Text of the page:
KEY DATES

1759:
Arthur Guinness leases an old brewery at St. James's Gate in Dublin, where he soon begins producing Guinness stout.
1886:
Guinness becomes a public company and incorporates itself as Arthur Guinness Son and Co. Ltd.
1931:
Grand Metropolitan plc (GrandMet) is founded by Maxwell Joseph.
1980:
Ernest Saunders becomes the first non-family member to head Guinness.
1982:
Guinness is converted to a public limited company under the name Arthur Guinness & Sons PLC.
1986:
The newly named Guinness PLC acquires Distillers Company, gaining such liquor brands as Gordon's and Tanqueray gin and Johnnie Walker whiskey.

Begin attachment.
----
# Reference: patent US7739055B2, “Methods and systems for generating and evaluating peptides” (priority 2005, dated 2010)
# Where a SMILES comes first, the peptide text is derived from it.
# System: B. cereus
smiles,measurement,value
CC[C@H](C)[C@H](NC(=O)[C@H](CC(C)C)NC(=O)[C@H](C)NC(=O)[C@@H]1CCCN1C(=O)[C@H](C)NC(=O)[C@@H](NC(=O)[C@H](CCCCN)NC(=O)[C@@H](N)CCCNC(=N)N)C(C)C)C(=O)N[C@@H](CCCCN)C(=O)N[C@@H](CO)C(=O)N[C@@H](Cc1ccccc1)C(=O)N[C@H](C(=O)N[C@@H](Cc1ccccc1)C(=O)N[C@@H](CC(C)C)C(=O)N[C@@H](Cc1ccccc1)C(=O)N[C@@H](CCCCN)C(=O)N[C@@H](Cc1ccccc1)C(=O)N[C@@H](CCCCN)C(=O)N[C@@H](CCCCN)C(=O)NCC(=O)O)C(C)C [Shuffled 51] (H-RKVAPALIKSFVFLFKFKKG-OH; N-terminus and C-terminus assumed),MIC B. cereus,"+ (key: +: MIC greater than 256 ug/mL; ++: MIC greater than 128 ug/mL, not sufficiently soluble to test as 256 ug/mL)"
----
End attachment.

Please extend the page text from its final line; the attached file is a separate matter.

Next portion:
1987:
Saunders is forced out at Guinness for his alleged part in a financial scandal; new head Anthony Tennant restructures the distilling operations as United Distillers; GrandMet's liquor unit, International Distillers & Vintners, is bolstered through the acquisition of Heublein Inc., maker of Smirnoff vodka.
1988:
Guinness enters into an alliance with LVMH Moët Hennessy Louis Vuitton S.A.
1989:
GrandMet acquires Pillsbury Company, owner of the Pillsbury and Green Giant food brands and the Burger King hamburger chain.
1997:
Guinness and GrandMet merge to form Diageo plc; the two firms' liquor units are merged to form United Distillers & Vintners.
2001:
Pillsbury is sold to General Mills, Inc.; Diageo and Pernod Ricard SA jointly acquire the Seagram spirits and wine group, with Diageo gaining several major spirits brands (including Captain Morgan and Crown Royal) and Seagram's wine business.
2002:
Diageo divests Burger King.
2004:
Company is reorganized into three divisions: Diageo Europe, Diageo North America, and Diageo International.

HARP AND GUINNESS BOOK OF RECORDS INTRODUCED